In accordance with the lead-plaintiff provisions of the Private Securities Litigation Reform Act of 1995 ("PSLRA"), Burnham published notice of his complaint in Business Wire, a "widely circulated national business-oriented" wire service, on August 20. 15 U.S.C. § 78u-4(a)(3)(A)(i) ; see QTT Class Action Notice, Bus. Wire (Aug. 20, 2020, 6:33 PM), https://www.businesswire.com/news/home/20200820005845/en/QTT-CLASS-ACTION-NOTICE-Glancy-Prongay-Murray-LLP-Files-Securities-Fraud-Lawsuit-Against-Qutoutiao-Inc. Pursuant to the PSLRA , any class member who desired to serve as lead plaintiff of the putative class then had 60 days to file a motion with this Court. 15 U.S.C. § 78u-4(a)(3)(A)(i)(II) .
On September 18, 2020, plaintiff Howard Brown filed a related class-action complaint (Brown Compl., ECF No. 1, 20-Cv-7727.) On October 19—the last day of the 60-day statutory window—four putative class members filed motions to consolidate the two cases, to be named lead plaintiff, and for approval of lead counsel. (See ECF Nos. 5-17.)
A. Consolidation of the Actions Is Appropriate Pursuant to
Federal Rule of Civil Procedure 42(a)
Federal Rule of Civil Procedure 42(a) gives this Court authority to consolidate any actions that "involve a common question of law or fact." Furthermore, the PSLRA requires that the Court decide any motion to consolidate before appointing a lead plaintiff. See 15 U.S.C. § 78u-4(a)(3)(B)(ii) . In securities class actions where the complaints are "based on the same 'public statements and reports,' consolidation is appropriate" as long as it would not prejudice the defendants. Werner v. Satterlee, Stephens, Burke & Burke, 797 F. Supp. 1196 , 1211 (S.D.N.Y. 1992) (quoting Lloyd v. Industrial Bio—Test Laboratories, Inc., 454 F. Supp. 807 , 812 (S.D.N.Y.1978)); cf. Katz v. Realty Equities Corp. of New York, 521 F.2d 1354 , 1359-61 (2d Cir. 1975).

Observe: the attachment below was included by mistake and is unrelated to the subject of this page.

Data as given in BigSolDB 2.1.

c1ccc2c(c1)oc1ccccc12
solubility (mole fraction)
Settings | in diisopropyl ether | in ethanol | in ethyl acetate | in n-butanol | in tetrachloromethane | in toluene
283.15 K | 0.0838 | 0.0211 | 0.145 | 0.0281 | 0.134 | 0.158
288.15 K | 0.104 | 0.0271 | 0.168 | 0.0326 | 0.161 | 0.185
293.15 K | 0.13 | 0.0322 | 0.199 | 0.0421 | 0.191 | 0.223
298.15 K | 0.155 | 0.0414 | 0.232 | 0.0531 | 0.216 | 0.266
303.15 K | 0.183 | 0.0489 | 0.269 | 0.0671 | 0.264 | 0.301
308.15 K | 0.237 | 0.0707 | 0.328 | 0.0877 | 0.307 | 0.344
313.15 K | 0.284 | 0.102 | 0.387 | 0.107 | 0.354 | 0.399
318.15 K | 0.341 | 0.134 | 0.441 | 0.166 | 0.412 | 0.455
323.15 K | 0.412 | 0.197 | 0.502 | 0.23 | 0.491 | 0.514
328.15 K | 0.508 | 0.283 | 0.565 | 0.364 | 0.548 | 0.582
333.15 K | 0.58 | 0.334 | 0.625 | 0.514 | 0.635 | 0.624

Here, the two actions challenge the exact same public statements and reports; present nearly identical legal and factual issues; and identify an identical class period. Indeed, Brown's complaint reproduces the text of Burnham's almost verbatim. The only material difference between the two complaints is that Burnham includes the underwriters as defendants, but Brown's complaint does not. Nonetheless, "the gravamen of the complaints in each of the related actions is the same" exact set of factual and legal questions, Constance Sczesny Tr. v. KPMG LLP, 223 F.R.D. 319 , 322 (S.D.N.Y. 2004), and the differences "do not outweigh the interests of judicial economy served by consolidation," Pipefitters Local No. 636 Defined Ben. Plan v. Bank of Am. Corp., 275 F.R.D. 187 , 190 (S.D.N.Y. 2011). Moreover, far from prejudicing the defendants—most of whom are located in China—consolidating these matters would help ameliorate both the costs and the logistical difficulties of international litigation. [*3] Accordingly, the Court finds that consolidation of these related matters is appropriate.
B. James Pappas Is the Appropriate Lead Plaintiff Under the PSLRA
Once consolidation is ordered, the PSLRA requires that the Court appoint the "most adequate plaintiff as lead plaintiff" for the consolidated action "[a]s soon as is practicable." 15 U.S.C. § 78u-4(a)(3)(B)(ii) . The "most adequate plaintiff" determination "proceeds in a two-stage inquiry." Constance Sczesny Tr., 223 F.R.D. at 323 .